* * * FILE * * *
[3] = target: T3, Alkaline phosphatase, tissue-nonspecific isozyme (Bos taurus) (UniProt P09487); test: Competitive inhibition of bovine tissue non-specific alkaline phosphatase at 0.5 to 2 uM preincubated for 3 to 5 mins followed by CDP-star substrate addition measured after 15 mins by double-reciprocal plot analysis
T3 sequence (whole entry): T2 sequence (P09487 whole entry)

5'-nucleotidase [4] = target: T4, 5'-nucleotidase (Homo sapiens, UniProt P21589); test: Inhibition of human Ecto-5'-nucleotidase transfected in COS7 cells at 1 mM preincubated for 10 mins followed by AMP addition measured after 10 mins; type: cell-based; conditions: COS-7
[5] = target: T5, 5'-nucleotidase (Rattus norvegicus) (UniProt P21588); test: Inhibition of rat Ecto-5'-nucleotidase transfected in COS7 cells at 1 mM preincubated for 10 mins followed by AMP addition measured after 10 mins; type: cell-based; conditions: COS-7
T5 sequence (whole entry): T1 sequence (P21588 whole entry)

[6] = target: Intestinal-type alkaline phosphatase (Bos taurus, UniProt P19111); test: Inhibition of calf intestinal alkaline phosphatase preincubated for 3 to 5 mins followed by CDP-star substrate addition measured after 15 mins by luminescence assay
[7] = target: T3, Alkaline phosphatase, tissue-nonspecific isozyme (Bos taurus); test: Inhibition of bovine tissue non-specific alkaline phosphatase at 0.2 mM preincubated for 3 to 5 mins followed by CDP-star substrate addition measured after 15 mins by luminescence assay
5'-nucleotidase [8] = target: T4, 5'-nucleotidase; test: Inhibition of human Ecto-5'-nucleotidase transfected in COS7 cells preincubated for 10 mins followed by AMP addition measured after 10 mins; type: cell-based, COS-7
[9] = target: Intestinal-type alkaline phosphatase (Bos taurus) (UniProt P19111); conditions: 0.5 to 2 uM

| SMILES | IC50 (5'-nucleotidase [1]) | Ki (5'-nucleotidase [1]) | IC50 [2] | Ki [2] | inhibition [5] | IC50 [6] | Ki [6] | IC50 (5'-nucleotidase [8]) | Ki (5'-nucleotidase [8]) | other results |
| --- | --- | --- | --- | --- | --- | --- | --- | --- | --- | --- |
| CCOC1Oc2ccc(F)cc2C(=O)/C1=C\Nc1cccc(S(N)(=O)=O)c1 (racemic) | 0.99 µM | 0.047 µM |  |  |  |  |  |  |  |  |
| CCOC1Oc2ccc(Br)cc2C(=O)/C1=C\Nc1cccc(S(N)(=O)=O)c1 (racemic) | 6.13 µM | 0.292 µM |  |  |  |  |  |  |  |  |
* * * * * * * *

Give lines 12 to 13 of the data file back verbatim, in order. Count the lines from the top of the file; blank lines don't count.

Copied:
| CCOC1Oc2ccc(F)cc2C(=O)/C1=C\Nc1cccc(S(N)(=O)=O)c1 (racemic) | 0.99 µM | 0.047 µM |  |  |  |  |  |  |  |  |
| CCOC1Oc2ccc(Br)cc2C(=O)/C1=C\Nc1cccc(S(N)(=O)=O)c1 (racemic) | 6.13 µM | 0.292 µM |  |  |  |  |  |  |  |  |